Stanford recently announced that the campus residence 1047 has been officially awarded to three Greek organizations: Sigma Phi Epsilon (Sig Ep) fraternity, Sigma Psi Zeta (SYZ) sorority and Sigma Theta Psi (STP) sorority. The arrangement is a somewhat unusual one, and Stanford has labeled it a “two-year experiment.” But as a concerned student and participant in Greek life, I can’t help but wonder if this is the beginning of a much more alarming trend.
For years now, there has been a widely held opinion that Stanford is attempting to dampen or even eviscerate Greek presence on campus. The incidents to back up that claim are far too many and complicated to be discussed here. However, what is not up for debate is that the decision to split the old Sigma Alpha Epsilon (SAE) house into three new organizations is a strange choice. In these trying times for Stanford Greek life, every university decision seems especially dubious.
The University will justify this decision as an attempt to give multiple organizations the chance to experience residential Greek life. At best, this is a half-hearted attempt at accomplishing its stated goals. At worst, it’s a perverse maneuver to adulterate and cheapen housed Greek life.
No matter how “kumbayah” Stanford believes this new living situation will be, the reality is that these organizations are different entities with very different purposes. Sigma Theta Psi and Sigma Psi Zeta are, respectively, multicultural and Asian-interest sororities. These groups fill an important niche on campus and deserve all the consideration of any other organization that wants to be housed. But in their own words, they are not traditional sororities.
This is an odd juxtaposition, given that their soon-to-be neighbor is Sigma Phi Epsilon, an Interfraternity Council (read: traditional frat) member. Between these three wildly varying organizations, conflicts and awkward arrangements will undoubtedly arise.
How is the house going to allocate public space? “Oh, you take the lounge on Wednesday, and we’ll get the dining room? You guys can throw a party in half of the house on Saturday, but we get the other half for an alumni meet-and-greet?” It’s a truly absurd notion that the University expects multiple organizations to be able to operate to their fullest capacity when in a shared space. Attempting to mix two multicultural-interest sororities with an IFC-sanctioned fraternity is not only unusual, it’s downright unfair.
One important caveat to this situation is that Sig Ep and the two multicultural sororities willingly wrote up a joint application to share the 1047 house. At face value, this single fact is damaging to my argument. However, I find it very hard to believe that any of the three parties considered this an ideal situation. And judging by the fact that at least one other unhoused sorority (and possibly more) attempted this same play of a joint application with the exact same two multicultural sororities, I’m inclined to think that the University somehow hinted that a joint application would give them the best odds of getting a house. Although these two groups made their own decisions, it was not entirely on their own accord.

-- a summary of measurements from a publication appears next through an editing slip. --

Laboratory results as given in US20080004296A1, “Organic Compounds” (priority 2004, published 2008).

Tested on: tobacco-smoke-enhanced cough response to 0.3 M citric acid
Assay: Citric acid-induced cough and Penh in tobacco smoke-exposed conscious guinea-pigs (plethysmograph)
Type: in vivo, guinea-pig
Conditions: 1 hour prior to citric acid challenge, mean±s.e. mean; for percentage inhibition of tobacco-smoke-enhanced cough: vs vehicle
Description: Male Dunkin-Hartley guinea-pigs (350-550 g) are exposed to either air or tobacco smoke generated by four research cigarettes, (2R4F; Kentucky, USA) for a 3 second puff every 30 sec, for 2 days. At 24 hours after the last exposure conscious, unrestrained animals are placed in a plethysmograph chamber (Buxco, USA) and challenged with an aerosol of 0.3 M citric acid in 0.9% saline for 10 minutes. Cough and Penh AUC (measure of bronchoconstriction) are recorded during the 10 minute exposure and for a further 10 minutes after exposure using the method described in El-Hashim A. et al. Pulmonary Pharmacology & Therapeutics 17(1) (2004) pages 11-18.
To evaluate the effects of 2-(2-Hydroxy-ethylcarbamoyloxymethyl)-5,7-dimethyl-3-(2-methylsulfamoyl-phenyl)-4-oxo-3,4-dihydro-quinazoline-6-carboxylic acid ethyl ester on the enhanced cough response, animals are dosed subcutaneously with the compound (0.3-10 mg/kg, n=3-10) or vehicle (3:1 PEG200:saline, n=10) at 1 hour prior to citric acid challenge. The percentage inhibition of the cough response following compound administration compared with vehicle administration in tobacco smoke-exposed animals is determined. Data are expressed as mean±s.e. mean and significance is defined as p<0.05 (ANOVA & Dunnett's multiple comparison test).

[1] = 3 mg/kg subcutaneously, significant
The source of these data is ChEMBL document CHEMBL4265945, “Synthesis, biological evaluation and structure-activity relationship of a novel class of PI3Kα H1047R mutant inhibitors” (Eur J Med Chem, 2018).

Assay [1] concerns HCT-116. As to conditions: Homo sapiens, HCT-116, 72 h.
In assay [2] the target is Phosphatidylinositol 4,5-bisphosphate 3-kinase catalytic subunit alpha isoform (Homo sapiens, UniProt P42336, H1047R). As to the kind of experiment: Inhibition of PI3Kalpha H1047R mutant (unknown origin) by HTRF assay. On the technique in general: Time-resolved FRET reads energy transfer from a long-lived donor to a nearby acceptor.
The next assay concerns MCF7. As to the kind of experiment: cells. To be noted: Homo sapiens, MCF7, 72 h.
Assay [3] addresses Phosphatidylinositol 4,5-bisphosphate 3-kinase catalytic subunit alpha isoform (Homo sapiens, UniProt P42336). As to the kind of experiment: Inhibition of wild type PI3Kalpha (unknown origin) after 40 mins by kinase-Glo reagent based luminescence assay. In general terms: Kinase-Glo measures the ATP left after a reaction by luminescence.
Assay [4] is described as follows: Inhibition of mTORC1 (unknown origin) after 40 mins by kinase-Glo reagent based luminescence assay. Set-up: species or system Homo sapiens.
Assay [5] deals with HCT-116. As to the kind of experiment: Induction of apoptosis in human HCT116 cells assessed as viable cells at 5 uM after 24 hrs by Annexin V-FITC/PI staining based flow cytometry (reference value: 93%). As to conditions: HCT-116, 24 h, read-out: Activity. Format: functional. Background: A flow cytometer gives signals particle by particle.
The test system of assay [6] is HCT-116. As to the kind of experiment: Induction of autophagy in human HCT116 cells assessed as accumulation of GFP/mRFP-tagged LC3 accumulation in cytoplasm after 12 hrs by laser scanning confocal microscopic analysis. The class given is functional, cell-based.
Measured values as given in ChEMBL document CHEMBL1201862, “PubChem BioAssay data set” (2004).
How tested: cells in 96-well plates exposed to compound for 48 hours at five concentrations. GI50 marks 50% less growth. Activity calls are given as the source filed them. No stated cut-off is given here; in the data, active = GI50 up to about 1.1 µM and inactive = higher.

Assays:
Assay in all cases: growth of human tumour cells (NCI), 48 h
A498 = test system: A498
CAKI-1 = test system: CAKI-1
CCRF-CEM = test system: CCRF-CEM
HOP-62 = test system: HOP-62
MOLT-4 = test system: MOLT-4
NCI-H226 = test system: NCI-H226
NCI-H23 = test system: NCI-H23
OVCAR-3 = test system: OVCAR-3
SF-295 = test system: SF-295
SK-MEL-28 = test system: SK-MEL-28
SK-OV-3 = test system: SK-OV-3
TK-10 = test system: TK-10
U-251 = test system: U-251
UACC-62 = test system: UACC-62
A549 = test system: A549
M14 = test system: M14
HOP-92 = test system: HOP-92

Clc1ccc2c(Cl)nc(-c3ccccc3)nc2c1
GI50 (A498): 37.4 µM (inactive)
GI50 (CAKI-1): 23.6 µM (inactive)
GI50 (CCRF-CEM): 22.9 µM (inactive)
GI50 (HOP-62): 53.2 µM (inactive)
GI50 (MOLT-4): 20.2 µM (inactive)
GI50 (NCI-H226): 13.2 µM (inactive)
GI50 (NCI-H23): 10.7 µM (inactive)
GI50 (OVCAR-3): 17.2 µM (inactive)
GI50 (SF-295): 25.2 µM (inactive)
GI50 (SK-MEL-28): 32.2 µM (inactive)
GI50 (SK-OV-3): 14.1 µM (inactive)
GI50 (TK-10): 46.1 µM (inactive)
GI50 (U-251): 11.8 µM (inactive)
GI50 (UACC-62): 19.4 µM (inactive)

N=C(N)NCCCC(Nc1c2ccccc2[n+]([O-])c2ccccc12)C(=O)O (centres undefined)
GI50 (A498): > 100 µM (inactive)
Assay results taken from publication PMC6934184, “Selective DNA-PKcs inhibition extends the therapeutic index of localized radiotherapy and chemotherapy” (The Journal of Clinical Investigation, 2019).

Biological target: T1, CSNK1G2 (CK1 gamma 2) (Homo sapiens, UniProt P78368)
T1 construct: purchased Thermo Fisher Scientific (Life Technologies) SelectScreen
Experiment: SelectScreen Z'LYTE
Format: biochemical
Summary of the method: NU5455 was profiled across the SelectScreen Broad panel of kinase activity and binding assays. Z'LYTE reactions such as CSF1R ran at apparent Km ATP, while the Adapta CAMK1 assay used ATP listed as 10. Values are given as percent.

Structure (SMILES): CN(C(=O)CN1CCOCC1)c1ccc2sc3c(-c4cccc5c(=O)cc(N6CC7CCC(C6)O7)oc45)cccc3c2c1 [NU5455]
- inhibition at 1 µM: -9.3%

I strongly believe that this contentious configuration is an intentional one. The University figures that by creating this strange living situation, it can mitigate the perceived liabilities and issues that come with granting a Greek organization a fully autonomous space. This is deeply troubling. It is not out of the range of possibility that the university may eventually require all Greek houses to conglomerate with other dissimilar organizations, effectively eviscerating their unique identities.
Undoubtedly, Stanford will argue that the three organizations will be able to enjoy the “housed” experience to the fullest. But as a member of an organization with its own place on campus, I’m here to say that that’s simply untrue. I love my house because it’s our space. Yes, it’s only a dorm, but the memories and emotions tied into it make it so much more than a simple place of residence.
I can attest that my fraternity brothers are at their most vulnerable and open when with one another in our own house, comfortable with the knowledge that no one there is a stranger. This is a relationship that can’t be artificially induced. It’s an organic process and one that requires a certain degree of autonomy in order to occur.
Each organization, housed or unhoused, relies upon these bonds in order to forge their own identities. Having a house has been perhaps the fundamental factor in my own Greek life experience. I want other organizations to have this same opportunity, but not in the diluted form that the university is attempting to impose.
Splitting the 1047 residence between three Greek organizations is an almost laughable attempt by the university to sanitize what it views as a poisonous culture. We can only hope that this is a one-off experiments and not a part of a growing trend.
Contact Harrison Hohman at hhohman ‘at’ stanford.edu.